Mr Jim O’Dempsey is the latest addition to the AHPRA senior team as Director Business Improvement and Innovation, and will lead much of our national work on these service improvements, working closely with State and Territory Managers. Jim was most recently the State Manager of the AHPRA Queensland office and, before that, was CEO of various health practitioner registration boards in Queensland.
While we are doing everything we can to make things better right now, we are also investing in the future. Our Agency Management Committee and the National Health Practitioner Boards have signed off on a four-year strategic plan. This articulates our vision of a flexible and competent health workforce that meets the current and future needs of the Australian community, and our mission to regulate health practitioners in Australia in the public interest.
More than ever, AHPRA is committed to working with our partners to deliver the benefits promised by the National Scheme to the Australian community, while improving our services to health practitioners. We look forward to working together with National Boards, governments, professional associations, consumer groups and others as we make the transition from a brand-new organisation, implementing a new National Law, to an established and respected Agency with patient safety at its heart.
Chief Executive Officer
March marks another milestone in the National Scheme with the registration of Australia’s 100,000 students across nine of the 10 registered professions.
AHPRA is working directly with education providers to register students in the 2011 academic year. We are seeking lists of enrolled students from education providers to make sure this data transfer is smooth and has minimal impact on students.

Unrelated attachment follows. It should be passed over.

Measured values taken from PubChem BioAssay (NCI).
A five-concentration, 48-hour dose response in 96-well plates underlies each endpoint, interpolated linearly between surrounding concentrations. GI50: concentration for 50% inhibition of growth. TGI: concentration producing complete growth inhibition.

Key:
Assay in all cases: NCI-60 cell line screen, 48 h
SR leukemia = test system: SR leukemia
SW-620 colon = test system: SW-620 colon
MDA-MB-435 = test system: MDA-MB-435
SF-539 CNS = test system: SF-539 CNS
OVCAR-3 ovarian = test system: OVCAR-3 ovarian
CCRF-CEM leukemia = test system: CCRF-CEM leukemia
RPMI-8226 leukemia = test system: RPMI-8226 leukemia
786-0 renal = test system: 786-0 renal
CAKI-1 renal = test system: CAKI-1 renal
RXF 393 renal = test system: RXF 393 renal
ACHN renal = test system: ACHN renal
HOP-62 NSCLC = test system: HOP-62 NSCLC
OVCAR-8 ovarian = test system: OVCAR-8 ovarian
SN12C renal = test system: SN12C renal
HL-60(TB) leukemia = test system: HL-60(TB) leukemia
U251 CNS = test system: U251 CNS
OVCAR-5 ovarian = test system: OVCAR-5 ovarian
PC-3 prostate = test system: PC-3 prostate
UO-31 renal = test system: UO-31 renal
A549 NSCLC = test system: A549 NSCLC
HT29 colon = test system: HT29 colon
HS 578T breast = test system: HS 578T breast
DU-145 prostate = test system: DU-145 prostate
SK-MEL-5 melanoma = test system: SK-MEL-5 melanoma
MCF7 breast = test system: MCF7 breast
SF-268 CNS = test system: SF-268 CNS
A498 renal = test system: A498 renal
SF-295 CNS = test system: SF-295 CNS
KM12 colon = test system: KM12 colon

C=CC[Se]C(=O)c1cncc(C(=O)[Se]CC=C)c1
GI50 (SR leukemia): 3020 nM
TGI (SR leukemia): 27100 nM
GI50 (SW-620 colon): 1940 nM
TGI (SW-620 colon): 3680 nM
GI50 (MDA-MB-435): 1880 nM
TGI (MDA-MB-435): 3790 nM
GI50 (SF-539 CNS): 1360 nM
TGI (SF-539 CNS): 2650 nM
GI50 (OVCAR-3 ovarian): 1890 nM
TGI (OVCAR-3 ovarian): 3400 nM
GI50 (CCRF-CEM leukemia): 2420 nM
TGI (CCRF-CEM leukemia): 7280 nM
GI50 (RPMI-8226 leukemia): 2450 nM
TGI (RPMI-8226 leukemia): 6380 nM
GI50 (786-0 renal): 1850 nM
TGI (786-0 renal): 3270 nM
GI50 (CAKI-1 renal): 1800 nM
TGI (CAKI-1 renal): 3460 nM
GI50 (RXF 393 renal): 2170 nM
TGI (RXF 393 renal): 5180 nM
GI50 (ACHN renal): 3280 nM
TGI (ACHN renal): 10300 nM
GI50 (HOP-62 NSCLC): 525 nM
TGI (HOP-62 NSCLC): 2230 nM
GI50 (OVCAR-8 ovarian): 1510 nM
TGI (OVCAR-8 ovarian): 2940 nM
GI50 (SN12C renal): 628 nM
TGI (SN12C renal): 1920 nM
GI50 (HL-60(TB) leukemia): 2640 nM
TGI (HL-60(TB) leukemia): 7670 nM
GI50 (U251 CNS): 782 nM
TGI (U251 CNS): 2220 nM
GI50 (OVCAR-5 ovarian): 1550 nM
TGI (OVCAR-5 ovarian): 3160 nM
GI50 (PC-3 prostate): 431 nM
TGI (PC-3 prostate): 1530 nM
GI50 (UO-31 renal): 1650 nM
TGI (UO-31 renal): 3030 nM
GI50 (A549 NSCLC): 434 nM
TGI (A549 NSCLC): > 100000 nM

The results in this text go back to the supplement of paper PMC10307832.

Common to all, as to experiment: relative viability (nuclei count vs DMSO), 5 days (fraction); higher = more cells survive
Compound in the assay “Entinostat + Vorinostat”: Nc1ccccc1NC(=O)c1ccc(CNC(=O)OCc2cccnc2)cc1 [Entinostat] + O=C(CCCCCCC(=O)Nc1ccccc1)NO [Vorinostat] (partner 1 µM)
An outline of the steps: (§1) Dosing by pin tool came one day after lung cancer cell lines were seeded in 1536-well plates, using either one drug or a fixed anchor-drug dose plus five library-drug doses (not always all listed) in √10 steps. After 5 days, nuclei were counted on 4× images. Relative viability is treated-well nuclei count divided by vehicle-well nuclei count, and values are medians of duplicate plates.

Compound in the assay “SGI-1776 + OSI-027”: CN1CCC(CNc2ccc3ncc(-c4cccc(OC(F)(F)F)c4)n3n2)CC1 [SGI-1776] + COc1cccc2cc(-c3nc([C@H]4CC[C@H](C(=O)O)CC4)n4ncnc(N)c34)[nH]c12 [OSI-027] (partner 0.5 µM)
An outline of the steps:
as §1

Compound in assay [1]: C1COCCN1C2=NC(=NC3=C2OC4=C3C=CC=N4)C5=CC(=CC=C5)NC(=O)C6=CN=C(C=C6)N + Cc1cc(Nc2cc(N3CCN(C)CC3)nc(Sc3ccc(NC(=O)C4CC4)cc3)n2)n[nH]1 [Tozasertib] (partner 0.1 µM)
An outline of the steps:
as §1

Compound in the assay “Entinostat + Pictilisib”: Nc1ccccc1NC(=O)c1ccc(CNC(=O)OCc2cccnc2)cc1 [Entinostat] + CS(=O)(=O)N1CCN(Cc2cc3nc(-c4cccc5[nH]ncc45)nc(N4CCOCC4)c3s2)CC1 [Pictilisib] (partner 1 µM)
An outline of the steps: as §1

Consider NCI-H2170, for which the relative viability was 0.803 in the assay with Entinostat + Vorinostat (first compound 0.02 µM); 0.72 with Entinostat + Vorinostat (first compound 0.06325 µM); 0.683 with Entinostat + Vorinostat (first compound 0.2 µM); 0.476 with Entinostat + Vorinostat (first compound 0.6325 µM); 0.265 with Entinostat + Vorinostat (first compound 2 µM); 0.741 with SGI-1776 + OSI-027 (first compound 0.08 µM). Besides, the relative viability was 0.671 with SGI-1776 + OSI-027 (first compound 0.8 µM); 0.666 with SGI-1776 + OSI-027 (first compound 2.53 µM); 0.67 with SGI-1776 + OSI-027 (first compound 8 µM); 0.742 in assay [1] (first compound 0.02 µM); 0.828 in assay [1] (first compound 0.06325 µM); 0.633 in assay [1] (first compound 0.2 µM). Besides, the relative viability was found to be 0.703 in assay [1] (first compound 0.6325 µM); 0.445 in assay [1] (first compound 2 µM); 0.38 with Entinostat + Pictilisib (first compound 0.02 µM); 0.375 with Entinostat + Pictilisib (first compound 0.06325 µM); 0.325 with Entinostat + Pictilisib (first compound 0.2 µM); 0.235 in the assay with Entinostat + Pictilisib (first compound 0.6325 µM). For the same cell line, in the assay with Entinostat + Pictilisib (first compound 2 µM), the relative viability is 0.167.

Some students in some professions were registered before the National Scheme started. These students were transferred automatically to the National Scheme. Students who were not registered previously under state or territory legislation will be registered with the National Scheme from March 2011.
Student registration under the National Law is different from student registration in place in some states and territories before 1 July 2010. When shaping the Health Practitioner Regulation National Law Act (the National Law) as in force in each state and territory, ministers were guided by the principle of public safety and determined that the impact of registration on students should be as limited as is necessary to achieve this.
The Boards’ role in registering students is confined to registering students and dealing with notifications about students whose health is impaired to such a degree that there may be a risk to the public, or who have been found guilty of an offence punishable by 12 months’ imprisonment or more. Any student who is registered and needs to advise AHPRA of either a criminal history or impairment issue can contact the local AHPRA office, or seek the support of his or her education provider to do so.
Student registration does not replace the internal processes of education providers for dealing with disciplinary or academic progress issues. National Boards and AHPRA have no role to play in the academic progress or professional conduct (other than offences punishable by 12 months’ imprisonment or more) of students.